How to follow up a surprise appearance by a genuine American hero and candy falling from the sky? Apparently, for the Mormon Tabernacle Choir, there’s nowhere to go but up.
Last year’s Christmas extravaganza dazzled the LDS Conference Center crowds with the story of "Candy Bomber" (and Salt Lake City native) Gail Halvorsen, capped with a re-enactment of his special deliveries. On Friday, the 20,000-plus concertgoers — who represented a quarter of the total anticipated audience for the event’s multinight run — gasped with delight as two actors playing Charles Dickens and one of his beloved characters flew out over the audience.
Mormon Tabernacle Choir
The annual Christmas extravaganza.
With » Soprano Deborah Voigt, narrator John Rhys-Davies, organist Richard Elliott, conductors Mack Wilberg and Ryan Murphy, the Orchestra at Temple Square and Bells on Temple Square.
When » Reviewed Friday, Dec. 13; repeats Saturday, Dec. 14, at 8 p.m.
Running time » 90 minutes; no intermission.
Also » Live broadcast of “Music and the Spoken Word” with short concert to follow, Sunday, Dec. 15, 9:30 a.m.
Where » LDS Conference Center, 60 W. North Temple, Salt Lake City.
Tickets » Free. All have been distributed, but a standby line forms at the north gate of Temple Square.
Guest artist John Rhys-Davies, best-known these days as Gimli the dwarf in Peter Jackson’s "Lord of the Rings" films, captivated the crowd as he told of the experiences that inspired Dickens to write "A Christmas Carol." The narrative took a fanciful turn when Rhys-Davies donned a green robe and assumed the role of the Ghost of Christmas Present, leading Dickens (played by Robin Dick) on a nighttime excursion across Britain.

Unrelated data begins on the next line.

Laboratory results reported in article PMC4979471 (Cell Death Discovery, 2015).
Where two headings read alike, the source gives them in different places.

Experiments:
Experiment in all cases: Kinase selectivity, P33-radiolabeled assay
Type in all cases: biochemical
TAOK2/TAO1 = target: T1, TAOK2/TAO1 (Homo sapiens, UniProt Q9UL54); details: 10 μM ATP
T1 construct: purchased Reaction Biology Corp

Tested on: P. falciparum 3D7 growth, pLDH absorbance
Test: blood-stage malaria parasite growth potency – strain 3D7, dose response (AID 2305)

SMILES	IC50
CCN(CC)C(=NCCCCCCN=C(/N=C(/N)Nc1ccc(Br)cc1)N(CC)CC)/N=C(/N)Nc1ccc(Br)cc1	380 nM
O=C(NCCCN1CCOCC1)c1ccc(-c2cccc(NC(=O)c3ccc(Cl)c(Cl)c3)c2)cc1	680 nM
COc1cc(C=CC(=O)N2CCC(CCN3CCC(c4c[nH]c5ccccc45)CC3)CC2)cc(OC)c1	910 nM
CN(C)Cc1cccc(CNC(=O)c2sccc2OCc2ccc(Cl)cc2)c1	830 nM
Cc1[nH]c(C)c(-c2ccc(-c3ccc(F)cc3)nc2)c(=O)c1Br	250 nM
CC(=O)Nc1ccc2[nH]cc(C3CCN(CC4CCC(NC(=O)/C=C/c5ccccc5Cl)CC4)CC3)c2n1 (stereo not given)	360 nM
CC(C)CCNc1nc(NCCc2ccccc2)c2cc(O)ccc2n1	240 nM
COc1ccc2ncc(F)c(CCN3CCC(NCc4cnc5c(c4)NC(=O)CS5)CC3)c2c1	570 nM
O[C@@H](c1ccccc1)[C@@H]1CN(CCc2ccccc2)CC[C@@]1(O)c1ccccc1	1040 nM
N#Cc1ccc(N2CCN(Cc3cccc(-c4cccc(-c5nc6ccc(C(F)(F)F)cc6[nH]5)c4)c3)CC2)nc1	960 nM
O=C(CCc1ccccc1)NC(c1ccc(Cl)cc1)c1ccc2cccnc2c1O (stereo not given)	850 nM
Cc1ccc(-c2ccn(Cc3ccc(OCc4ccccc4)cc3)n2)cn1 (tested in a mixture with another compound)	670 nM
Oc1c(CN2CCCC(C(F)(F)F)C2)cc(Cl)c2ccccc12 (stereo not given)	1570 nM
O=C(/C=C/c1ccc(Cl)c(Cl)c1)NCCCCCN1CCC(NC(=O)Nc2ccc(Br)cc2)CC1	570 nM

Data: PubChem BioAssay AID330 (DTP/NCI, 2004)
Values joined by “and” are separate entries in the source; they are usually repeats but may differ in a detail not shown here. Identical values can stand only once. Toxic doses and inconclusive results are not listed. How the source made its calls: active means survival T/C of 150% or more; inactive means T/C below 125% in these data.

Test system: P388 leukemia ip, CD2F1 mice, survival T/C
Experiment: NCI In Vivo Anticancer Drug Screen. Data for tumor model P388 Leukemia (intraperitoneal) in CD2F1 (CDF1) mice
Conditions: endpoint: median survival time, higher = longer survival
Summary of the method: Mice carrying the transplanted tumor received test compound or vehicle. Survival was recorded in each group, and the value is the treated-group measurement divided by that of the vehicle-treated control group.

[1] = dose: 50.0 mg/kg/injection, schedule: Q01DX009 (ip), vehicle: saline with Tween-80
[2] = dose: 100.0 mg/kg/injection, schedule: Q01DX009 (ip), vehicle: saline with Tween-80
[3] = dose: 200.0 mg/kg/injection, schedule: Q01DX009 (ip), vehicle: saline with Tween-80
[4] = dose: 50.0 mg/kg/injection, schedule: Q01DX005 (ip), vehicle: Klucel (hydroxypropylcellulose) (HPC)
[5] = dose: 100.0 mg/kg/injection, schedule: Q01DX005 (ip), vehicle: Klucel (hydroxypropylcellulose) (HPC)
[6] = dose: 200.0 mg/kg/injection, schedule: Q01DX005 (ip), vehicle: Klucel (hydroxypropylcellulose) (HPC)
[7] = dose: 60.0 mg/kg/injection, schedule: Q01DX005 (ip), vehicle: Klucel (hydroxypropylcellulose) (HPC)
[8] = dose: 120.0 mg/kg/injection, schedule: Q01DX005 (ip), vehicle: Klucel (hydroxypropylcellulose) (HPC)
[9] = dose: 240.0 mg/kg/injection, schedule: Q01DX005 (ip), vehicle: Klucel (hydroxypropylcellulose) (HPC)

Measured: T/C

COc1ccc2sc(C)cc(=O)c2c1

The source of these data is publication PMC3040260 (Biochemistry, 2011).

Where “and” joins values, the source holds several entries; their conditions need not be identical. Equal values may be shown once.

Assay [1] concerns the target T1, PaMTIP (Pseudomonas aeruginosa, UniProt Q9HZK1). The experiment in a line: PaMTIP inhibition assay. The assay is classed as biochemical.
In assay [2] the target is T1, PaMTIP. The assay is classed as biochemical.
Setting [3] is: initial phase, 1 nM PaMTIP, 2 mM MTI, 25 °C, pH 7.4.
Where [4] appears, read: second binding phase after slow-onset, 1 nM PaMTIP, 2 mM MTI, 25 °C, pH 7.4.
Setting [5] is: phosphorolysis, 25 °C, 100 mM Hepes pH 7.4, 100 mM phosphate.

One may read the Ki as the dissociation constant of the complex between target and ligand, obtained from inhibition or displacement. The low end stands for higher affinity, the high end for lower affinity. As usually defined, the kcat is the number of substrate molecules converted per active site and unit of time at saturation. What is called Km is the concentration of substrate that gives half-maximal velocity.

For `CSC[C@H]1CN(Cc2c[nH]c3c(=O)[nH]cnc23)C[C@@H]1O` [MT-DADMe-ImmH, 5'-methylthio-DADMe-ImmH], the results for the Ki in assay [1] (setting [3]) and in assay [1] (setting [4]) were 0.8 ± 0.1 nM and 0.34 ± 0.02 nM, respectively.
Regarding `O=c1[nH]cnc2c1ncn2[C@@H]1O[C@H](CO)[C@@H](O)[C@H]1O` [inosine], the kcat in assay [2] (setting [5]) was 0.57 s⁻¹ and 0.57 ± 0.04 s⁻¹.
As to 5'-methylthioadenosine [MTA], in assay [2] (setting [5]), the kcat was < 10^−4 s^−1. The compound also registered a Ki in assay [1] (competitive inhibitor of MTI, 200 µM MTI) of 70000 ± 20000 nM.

Much of the evening had a British flavor, thanks to Mormon Tabernacle Choir music director Mack Wilberg’s arrangements of English carols such as "Christmas Is Coming" and "The Holly and the Ivy." Wilberg’s arrangement of the beloved Coventry Carol, performed unaccompanied by the choir and opera superstar Deborah Voigt, was particularly lovely.
Though best-known for her portrayals of Wagner and Strauss heroines, Voigt also has had success as a crossover artist. Some opera singers can’t shake a stilted stiffness when singing more popular fare, but not Voigt — her rendition of "The Twelve Days After Christmas" was one of the evening’s highlights.
Wilberg, associate music director Ryan Murphy and the choir showed their versatility, too, handling selections from the Bach Magnificat and "Ring Those Christmas Bells" with equal panache. (The Bells on Temple Square made a charming appearance on the latter selection.) And the Orchestra at Temple Square got a turn in the spotlight, performing the Dance of the Tumblers from Tchaikovsky’s "The Snow Maiden."
Once again, organist Richard Elliott came dangerously close to stealing the show with a new solo arrangement. This year, he embellished "God Rest Ye Merry, Gentlemen" with marches from "Babes in Toyland" and "The Nutcracker" — and, in a dazzling display of pedal work, "The Flight of the Bumblebee."
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